The four coefficients (A, offset, a, and b) are inferred from field observations of channel properties and therefore represent physical parameters (rather than statistical ones). The resulting conceptual rating curve is falsified and calibrated with historic and current discharge measurements.

The physically-based structure of the standard rating equation—where the coefficients are based on field observations of physical parameters—carries many advantages. These comprise:

  1. The location of breakpoints in a multi-segment rating curve can be identified during a field visit. For example, a breakpoint will occur with an abrupt change in channel geometry. This happens when the river overflows its banks or leaves the low-flow channel. Another example of a breakpoint is the stage when a small obstacle that controls low flows is submerged with rising water levels.
  2. In the event of a dynamic channel—because of erosion or sedimentation—the respective coefficients of the rating curve that describe the adjusted riverbed can be modified as a function of the observed changes. For instance, field hydrologists can measure the change in riverbed geometry with a cross-sectional survey and adjust the offset and area exponent accordingly.
  3. The extrapolation range is explained by the conceptual rating model and no longer governed by an arbitrary rule (such as “do not extrapolate beyond two times the maximum measured discharge”). For example, extrapolation is justified up to the point where overbank flow occurs.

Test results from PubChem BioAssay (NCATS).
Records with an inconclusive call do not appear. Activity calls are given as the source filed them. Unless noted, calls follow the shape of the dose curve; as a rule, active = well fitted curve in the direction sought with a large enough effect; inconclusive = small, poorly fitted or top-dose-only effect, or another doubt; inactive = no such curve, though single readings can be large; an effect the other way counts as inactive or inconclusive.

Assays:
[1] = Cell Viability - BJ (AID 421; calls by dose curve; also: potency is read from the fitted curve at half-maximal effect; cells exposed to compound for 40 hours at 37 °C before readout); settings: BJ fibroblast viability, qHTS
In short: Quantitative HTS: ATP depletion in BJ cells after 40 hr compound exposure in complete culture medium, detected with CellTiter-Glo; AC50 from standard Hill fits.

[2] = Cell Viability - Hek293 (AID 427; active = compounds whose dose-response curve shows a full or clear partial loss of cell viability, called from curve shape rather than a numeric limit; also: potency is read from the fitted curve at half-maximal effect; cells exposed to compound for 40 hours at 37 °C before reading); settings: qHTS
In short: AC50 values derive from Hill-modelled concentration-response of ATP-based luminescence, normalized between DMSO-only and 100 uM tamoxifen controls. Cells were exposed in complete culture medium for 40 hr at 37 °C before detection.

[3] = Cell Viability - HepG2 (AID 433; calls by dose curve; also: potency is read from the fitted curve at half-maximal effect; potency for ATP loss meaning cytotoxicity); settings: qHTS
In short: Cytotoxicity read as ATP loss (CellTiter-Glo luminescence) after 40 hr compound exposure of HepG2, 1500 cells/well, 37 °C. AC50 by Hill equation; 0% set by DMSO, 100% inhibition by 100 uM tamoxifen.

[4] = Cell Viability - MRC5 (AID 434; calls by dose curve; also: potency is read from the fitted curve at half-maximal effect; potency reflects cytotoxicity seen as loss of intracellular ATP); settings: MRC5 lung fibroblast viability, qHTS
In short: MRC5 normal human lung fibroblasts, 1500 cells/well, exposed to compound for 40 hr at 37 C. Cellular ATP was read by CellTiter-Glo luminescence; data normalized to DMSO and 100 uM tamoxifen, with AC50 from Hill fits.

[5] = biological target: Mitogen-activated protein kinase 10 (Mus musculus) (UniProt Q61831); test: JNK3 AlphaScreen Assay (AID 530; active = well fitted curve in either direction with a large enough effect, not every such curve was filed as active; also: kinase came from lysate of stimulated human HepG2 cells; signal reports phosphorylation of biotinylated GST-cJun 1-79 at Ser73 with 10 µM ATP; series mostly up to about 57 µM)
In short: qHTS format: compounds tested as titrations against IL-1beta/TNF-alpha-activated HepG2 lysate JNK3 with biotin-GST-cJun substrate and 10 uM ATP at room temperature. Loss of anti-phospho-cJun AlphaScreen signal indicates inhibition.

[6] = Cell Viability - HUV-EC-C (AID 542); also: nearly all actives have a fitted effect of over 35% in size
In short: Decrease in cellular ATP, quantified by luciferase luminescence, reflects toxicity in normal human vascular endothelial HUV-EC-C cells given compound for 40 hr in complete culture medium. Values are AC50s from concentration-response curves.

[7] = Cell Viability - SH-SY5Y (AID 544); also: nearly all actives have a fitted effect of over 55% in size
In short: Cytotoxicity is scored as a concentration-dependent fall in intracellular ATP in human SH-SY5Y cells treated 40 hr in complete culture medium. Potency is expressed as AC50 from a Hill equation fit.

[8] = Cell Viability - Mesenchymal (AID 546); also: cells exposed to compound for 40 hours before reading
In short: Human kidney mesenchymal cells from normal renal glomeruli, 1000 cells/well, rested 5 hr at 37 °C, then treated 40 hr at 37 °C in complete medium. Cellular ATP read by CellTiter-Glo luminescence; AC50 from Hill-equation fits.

4. A skilled hydrologist can predict changes in the rating curve based on observed or anticipated changes of the hydraulic control. It increases the confidence we have in the rating curve and the derived discharge time series.
  5. Because the rating curve coefficients are based on physical (observable) parameters, the curve can be explained and defended to outside parties. It increases transparency and the confidence stakeholders have in the water resources management process.
Breakpoints in a multi-segment rating curve are identified during a field visit


Sajjad M. Vatanchi, Mahmoud F. Maghrebi; Estimating streamflow by innovative rating curve model based on hydraulic parameters; 2024, Springer Nature

J. Michael Johnson, Shahab Afshari,  and Arash Modaresi Rad; AHGestimation: An R package for computing robust, mass preserving hydraulic geometries and rating curves; JOSS The Journal of Open Source Software; 2024

This post is part of a series on “defensible water data”.

Other posts in this series are: